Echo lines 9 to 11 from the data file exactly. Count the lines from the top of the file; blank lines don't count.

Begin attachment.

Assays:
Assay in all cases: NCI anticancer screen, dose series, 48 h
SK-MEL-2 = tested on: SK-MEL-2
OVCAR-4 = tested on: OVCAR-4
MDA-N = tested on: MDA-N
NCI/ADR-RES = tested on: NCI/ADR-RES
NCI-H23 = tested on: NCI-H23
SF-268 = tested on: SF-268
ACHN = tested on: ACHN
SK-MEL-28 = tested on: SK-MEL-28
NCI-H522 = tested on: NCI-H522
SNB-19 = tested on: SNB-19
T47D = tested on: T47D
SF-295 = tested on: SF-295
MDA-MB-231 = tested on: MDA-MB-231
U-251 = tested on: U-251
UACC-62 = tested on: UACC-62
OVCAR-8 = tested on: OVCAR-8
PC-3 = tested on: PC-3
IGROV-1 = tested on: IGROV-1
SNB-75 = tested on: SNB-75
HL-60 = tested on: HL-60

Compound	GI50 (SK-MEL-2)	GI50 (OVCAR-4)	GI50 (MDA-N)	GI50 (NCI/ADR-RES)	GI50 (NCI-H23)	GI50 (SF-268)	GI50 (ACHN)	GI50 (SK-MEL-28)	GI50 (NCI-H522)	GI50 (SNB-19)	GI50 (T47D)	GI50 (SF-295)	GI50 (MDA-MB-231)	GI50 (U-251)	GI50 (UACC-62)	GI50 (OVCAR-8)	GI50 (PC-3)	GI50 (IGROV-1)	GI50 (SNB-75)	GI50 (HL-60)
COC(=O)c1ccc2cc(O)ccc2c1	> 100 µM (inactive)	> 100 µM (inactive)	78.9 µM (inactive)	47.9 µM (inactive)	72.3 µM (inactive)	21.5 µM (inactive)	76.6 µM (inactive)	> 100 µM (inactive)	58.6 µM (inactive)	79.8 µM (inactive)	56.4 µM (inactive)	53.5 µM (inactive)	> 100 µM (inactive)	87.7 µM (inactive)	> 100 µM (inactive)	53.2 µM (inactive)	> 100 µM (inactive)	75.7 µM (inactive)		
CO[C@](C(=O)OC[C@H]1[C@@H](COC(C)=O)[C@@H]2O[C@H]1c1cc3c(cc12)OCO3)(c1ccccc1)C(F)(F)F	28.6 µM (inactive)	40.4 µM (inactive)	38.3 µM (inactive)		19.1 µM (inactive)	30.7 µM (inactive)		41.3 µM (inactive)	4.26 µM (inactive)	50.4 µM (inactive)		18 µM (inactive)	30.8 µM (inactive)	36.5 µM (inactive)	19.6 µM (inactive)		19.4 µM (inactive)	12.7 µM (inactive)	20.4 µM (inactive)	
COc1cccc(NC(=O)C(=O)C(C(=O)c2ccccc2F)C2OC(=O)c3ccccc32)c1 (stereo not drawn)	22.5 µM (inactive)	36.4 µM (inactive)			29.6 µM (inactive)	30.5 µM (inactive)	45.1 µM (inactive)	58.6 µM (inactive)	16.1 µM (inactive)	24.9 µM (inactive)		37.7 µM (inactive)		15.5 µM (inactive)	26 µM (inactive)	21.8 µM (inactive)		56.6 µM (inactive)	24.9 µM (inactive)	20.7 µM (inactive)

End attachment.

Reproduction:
ACHN = tested on: ACHN
SK-MEL-28 = tested on: SK-MEL-28
NCI-H522 = tested on: NCI-H522